Make sure to check out the PorrazzaNutrition Facebook page since I have a LIVE mini-series going every Friday at 4:00pm EDT with tips on starting your private practice. Post a comment below if you have questions about running a cooking class or have another tip to include!


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Tips for Handling Client Cancellations

Welcome to MyRDJourney! I want to talk about handling those dreaded client cancellations. As much as we hate for a client to reschedule or cancel, things happen. There can be many reasons a client cancels on us: weather is bad, kids are sick, or they simply lost their motivation for eating healthy. How you handle your client cancellations can really set the tone for your practice and ultimately the relationship you have with your client. 

1st things 1st, make sure you have a cancellation policy in place that includes details on rescheduling appointments. Do clients need to call/email within 24 or 48 hours of the appointment? Do they need to go on your website to cancel?  Have your policy in writing and make sure the client is aware. You want to be transparent. Usually, I discuss my policy with my clients on their first call with me and include it in their appointment reminder email. I also have it posted to my website for ease of reference for the client. 

Since a lot of my clients use their insurance for the appointments, many do not realize the insurance plan will not cover cancellation fees. I make sure all of my clients are aware of this and ultimately what the charge would be if they reschedule, cancel or no-show last minute. 

Prior to the first appointment with a new client, they are required to review, complete, and sign all of my paperwork. This includes my practice policies (including late and cancellation fees), HIPAA information, privacy notices, client releases and a new client form. The hope is that the client will review everything in detail and sign that they acknowledge all of the information. Despite what you do to make the client aware of your policies prior to the appointment, you may still have clients who do not read the paperwork before signing or forget about it by the time of the session. Again, this is why I like to include the policy (in short) within my appointment reminder email (sent a week prior to the session).

One thing to think about with your policy is consistency. I am all about being flexible; however, you don’t want to be perceived as playing favorites with your clients if you waive the fee for one and not the other. So, create the policy, make the client fully aware, and be consistent in how you handle it. If you are flexible when a client cancels late for the first time, then do that for all of your clients.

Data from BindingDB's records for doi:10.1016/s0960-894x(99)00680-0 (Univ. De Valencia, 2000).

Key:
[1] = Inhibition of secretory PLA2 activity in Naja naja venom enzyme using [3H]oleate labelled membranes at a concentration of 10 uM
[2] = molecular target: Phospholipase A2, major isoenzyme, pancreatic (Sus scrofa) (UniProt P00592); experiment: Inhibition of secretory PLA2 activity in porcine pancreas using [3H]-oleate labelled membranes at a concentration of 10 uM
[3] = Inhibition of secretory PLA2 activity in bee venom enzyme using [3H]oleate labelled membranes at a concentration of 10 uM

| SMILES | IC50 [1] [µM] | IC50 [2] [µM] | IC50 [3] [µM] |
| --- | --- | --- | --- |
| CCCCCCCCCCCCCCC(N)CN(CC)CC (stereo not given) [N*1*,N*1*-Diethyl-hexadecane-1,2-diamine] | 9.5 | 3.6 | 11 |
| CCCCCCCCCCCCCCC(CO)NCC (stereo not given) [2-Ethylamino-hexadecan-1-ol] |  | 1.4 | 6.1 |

You will get thicker skin with this, so don’t be afraid to put your foot down. Every client cancellation, late reschedule, or no show is money that you are not making and time that could have been spent helping others. Also, think about when you schedule a doctor’s appointment, they have similar policies in place too! 

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If you have any questions about cancellations and reschedules, feel free to leave me a comment below!


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Pros and Cons of In-Home Counseling Services

When I first started my practice, I thought I NEEDED to get office space. After a few months of searching, I realized I was either going to be paying the same amount I do for renting a duplex or have to travel a distance for something more feasible. Instead, I decided to try my hand at in-home counseling sessions. It would cut down on costs (as in overhead) and allow me to build a client basis without the added stress of paying monthly rent.

I found a lot of my clients were more comfortable being in their own home versus a formal office. It also allowed them to show me products in their cabinets and give me a visual for their environment. I could also set up sessions for cooking and meal prep, since so many tell me that making healthy food is difficult for them. I find my home-session clients are less likely to reschedule and rarely cancel since weather, running behind, etc is less of an issue.

Most of the insurance plans I take in my practice cover in-home counseling, which was make or break for me when my only option was in-home counseling. Some insurance companies in your area may have different regulations for nutritional counseling, as in only an office setting. I would suggest checking the provider resource center for each individual insurance company or calling your network coordinator to find out what applies to your service.

While home-counseling sessions are definitely a great option, there are also some heavy downsides. One of the biggest downsides to home counseling is the travel. Home-visits really cut down the amount of clients I can see in one day. I really try to chunk my client areas so I am not going all over the place; however, some days this works better than others. Ultimately, you are still paying for gas and wear-and-tear on your car, but, you won’t have the looming monthly rent payment due. This could be great for someone just starting out. I make sure to track all of my mileage and tolls to use for tax purposes.  

To be honest, you never REALLY know what you might walk into with a client appointment, let alone one in the home. I always do a phone consult first to get an idea of the client. A lot of my clients are from referrals from companies or business relations, so I feel comfortable entering the home. I also make it a point to recommend a quiet space in the home (usually the kitchen or living room). Some things you might want to ask before entering a client’s home is if they have a private space available in the home to speak and whether or not they have pets (especially if you are allergic or fear them).